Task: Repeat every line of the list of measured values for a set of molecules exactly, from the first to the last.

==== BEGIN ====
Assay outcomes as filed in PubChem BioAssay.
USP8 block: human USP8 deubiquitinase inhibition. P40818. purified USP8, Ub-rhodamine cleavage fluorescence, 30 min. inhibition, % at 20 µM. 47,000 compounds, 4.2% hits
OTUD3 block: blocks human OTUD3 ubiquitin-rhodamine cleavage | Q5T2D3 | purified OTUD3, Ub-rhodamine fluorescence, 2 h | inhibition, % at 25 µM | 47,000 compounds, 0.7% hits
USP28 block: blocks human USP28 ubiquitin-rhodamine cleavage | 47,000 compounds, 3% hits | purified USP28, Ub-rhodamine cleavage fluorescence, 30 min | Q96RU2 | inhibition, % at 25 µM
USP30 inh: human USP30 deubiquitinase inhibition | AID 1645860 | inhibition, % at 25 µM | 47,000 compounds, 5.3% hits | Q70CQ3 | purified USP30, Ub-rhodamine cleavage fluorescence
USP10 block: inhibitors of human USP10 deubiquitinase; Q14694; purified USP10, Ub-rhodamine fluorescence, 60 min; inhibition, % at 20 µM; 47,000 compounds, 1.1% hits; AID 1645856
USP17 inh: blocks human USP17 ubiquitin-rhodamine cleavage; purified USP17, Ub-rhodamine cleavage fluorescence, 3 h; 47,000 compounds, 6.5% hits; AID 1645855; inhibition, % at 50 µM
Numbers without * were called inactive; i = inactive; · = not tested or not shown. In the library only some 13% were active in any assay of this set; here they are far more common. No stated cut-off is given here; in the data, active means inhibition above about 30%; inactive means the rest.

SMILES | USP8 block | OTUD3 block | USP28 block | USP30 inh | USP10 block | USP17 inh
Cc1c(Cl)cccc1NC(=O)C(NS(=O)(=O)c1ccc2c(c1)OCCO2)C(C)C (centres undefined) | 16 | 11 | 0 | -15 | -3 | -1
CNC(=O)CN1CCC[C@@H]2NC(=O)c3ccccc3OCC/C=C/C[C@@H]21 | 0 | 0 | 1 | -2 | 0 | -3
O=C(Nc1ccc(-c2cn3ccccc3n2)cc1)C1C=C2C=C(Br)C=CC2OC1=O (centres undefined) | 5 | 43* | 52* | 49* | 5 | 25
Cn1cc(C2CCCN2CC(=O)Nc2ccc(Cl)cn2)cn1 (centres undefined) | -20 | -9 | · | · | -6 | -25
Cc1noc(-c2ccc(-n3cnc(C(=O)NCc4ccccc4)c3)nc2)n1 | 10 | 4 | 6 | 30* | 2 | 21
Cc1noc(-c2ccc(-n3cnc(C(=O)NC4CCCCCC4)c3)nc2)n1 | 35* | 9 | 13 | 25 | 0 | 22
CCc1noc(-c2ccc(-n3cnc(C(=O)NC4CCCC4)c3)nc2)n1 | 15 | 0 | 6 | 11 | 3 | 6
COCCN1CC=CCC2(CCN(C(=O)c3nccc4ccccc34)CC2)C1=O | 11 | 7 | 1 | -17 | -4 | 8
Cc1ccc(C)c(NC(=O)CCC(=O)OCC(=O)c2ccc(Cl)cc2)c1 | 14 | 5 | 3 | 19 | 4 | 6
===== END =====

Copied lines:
Assay outcomes as filed in PubChem BioAssay.
USP8 block: human USP8 deubiquitinase inhibition. P40818. purified USP8, Ub-rhodamine cleavage fluorescence, 30 min. inhibition, % at 20 µM. 47,000 compounds, 4.2% hits
OTUD3 block: blocks human OTUD3 ubiquitin-rhodamine cleavage | Q5T2D3 | purified OTUD3, Ub-rhodamine fluorescence, 2 h | inhibition, % at 25 µM | 47,000 compounds, 0.7% hits
USP28 block: blocks human USP28 ubiquitin-rhodamine cleavage | 47,000 compounds, 3% hits | purified USP28, Ub-rhodamine cleavage fluorescence, 30 min | Q96RU2 | inhibition, % at 25 µM
USP30 inh: human USP30 deubiquitinase inhibition | AID 1645860 | inhibition, % at 25 µM | 47,000 compounds, 5.3% hits | Q70CQ3 | purified USP30, Ub-rhodamine cleavage fluorescence
USP10 block: inhibitors of human USP10 deubiquitinase; Q14694; purified USP10, Ub-rhodamine fluorescence, 60 min; inhibition, % at 20 µM; 47,000 compounds, 1.1% hits; AID 1645856
USP17 inh: blocks human USP17 ubiquitin-rhodamine cleavage; purified USP17, Ub-rhodamine cleavage fluorescence, 3 h; 47,000 compounds, 6.5% hits; AID 1645855; inhibition, % at 50 µM
Numbers without * were called inactive; i = inactive; · = not tested or not shown. In the library only some 13% were active in any assay of this set; here they are far more common. No stated cut-off is given here; in the data, active means inhibition above about 30%; inactive means the rest.

SMILES | USP8 block | OTUD3 block | USP28 block | USP30 inh | USP10 block | USP17 inh
Cc1c(Cl)cccc1NC(=O)C(NS(=O)(=O)c1ccc2c(c1)OCCO2)C(C)C (centres undefined) | 16 | 11 | 0 | -15 | -3 | -1
CNC(=O)CN1CCC[C@@H]2NC(=O)c3ccccc3OCC/C=C/C[C@@H]21 | 0 | 0 | 1 | -2 | 0 | -3
O=C(Nc1ccc(-c2cn3ccccc3n2)cc1)C1C=C2C=C(Br)C=CC2OC1=O (centres undefined) | 5 | 43* | 52* | 49* | 5 | 25
Cn1cc(C2CCCN2CC(=O)Nc2ccc(Cl)cn2)cn1 (centres undefined) | -20 | -9 | · | · | -6 | -25
Cc1noc(-c2ccc(-n3cnc(C(=O)NCc4ccccc4)c3)nc2)n1 | 10 | 4 | 6 | 30* | 2 | 21
Cc1noc(-c2ccc(-n3cnc(C(=O)NC4CCCCCC4)c3)nc2)n1 | 35* | 9 | 13 | 25 | 0 | 22
CCc1noc(-c2ccc(-n3cnc(C(=O)NC4CCCC4)c3)nc2)n1 | 15 | 0 | 6 | 11 | 3 | 6
COCCN1CC=CCC2(CCN(C(=O)c3nccc4ccccc34)CC2)C1=O | 11 | 7 | 1 | -17 | -4 | 8
Cc1ccc(C)c(NC(=O)CCC(=O)OCC(=O)c2ccc(Cl)cc2)c1 | 14 | 5 | 3 | 19 | 4 | 6